In Blog, Labor & Employment Blog

The Occupational Safety and Health Administration has issued its long-awaited Emergency Temporary Standard (“ETS”) requiring that private employers with 100 or more employees implement a mandatory COVID-19 vaccination policy, unless they adopt a policy requiring employees to wear face coverings at work and to be tested for COVID-19 at least once per week. Covered employers are also required to:

  • Determine the vaccination status of each employee, obtain acceptable proof of vaccination status from employees, and maintain records and a roster of each employee’s status.
  • Require employees to provide prompt notice when they test positive for COVID-19 and remove employees who test positive from the workplace.
  • Ensure that each employee who is not fully vaccinated is tested for COVID-19 at least weekly (if the employee is in the workplace at least once a week) or within 7 days before returning to work (if the employee is away from the workplace for a week or longer).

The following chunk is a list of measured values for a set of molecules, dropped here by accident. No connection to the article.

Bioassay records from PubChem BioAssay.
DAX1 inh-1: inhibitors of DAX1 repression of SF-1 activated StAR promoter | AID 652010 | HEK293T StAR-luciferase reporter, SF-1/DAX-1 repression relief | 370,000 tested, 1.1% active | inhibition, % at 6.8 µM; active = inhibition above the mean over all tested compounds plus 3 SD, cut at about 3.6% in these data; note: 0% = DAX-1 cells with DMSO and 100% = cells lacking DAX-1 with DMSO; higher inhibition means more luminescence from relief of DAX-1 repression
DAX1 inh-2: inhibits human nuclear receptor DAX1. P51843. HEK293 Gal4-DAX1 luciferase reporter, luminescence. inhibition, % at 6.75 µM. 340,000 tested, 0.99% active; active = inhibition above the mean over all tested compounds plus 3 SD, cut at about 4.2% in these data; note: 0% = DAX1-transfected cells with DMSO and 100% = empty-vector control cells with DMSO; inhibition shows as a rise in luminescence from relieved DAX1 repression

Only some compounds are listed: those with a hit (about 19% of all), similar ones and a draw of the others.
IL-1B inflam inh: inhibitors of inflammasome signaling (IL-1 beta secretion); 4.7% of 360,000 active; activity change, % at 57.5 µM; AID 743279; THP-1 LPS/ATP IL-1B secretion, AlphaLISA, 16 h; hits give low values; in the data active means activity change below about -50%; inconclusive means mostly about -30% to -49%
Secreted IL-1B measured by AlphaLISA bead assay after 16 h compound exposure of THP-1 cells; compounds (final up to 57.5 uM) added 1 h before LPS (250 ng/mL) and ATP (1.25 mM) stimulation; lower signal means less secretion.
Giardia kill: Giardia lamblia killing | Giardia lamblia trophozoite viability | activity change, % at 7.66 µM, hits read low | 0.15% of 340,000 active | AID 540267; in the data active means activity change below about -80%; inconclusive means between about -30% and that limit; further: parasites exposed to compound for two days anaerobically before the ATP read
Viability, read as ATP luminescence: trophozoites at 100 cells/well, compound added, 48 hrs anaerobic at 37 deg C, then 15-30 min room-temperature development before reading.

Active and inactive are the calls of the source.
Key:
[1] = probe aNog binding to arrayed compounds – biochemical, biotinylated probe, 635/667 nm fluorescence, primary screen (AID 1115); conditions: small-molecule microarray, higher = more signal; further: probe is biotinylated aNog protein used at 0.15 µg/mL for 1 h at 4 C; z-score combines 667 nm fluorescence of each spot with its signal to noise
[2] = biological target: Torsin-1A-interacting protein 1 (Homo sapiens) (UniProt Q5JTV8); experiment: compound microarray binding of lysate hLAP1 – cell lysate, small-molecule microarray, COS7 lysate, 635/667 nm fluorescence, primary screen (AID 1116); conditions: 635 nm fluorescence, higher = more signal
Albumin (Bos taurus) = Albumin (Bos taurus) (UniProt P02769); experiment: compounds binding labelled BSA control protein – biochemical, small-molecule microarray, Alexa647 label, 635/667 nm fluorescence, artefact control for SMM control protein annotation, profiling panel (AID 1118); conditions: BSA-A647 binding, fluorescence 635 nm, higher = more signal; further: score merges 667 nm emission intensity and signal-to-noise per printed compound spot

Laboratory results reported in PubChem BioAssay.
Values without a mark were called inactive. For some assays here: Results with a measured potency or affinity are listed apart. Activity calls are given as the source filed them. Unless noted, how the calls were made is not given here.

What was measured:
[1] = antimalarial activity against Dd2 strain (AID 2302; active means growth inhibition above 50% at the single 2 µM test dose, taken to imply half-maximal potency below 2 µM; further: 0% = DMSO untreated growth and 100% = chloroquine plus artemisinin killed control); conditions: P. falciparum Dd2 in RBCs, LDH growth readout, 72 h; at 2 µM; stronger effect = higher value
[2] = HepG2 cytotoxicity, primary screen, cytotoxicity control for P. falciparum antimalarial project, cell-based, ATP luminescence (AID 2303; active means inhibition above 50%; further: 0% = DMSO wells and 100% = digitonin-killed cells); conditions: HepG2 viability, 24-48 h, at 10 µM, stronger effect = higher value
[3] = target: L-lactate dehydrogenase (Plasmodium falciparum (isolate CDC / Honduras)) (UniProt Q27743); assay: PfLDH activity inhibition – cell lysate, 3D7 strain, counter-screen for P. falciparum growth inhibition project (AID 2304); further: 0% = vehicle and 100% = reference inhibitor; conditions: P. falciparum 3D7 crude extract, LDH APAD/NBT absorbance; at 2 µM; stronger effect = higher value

• Ensure that, in most circumstances, any unvaccinated employees wear a face covering when indoors or when occupying a vehicle with another person for work purposes. 

Employers must comply with most of the ETS provisions by December 5, 2021, though employers have an additional 30 days to comply with testing requirements. Florida Governor Ron DeSantis has announced that he intends to challenge the ETS in federal court. Nevertheless, covered employers should begin to formulate policies and procedures to comply with the ETS because waiting for the results of potential litigation could leave employers with insufficient time to comply should the ETS be upheld. 

We are continuing to monitor the situation closely and will provide updated information upon further developments. We would be happy to help you navigate preparing a policy that addresses each of these issues, as they may be applicable to your operations. Please do not hesitate to reach out to the Weiss Serota Labor & Employment Division with any questions or concerns.

The information contained in this document does not constitute legal advice.

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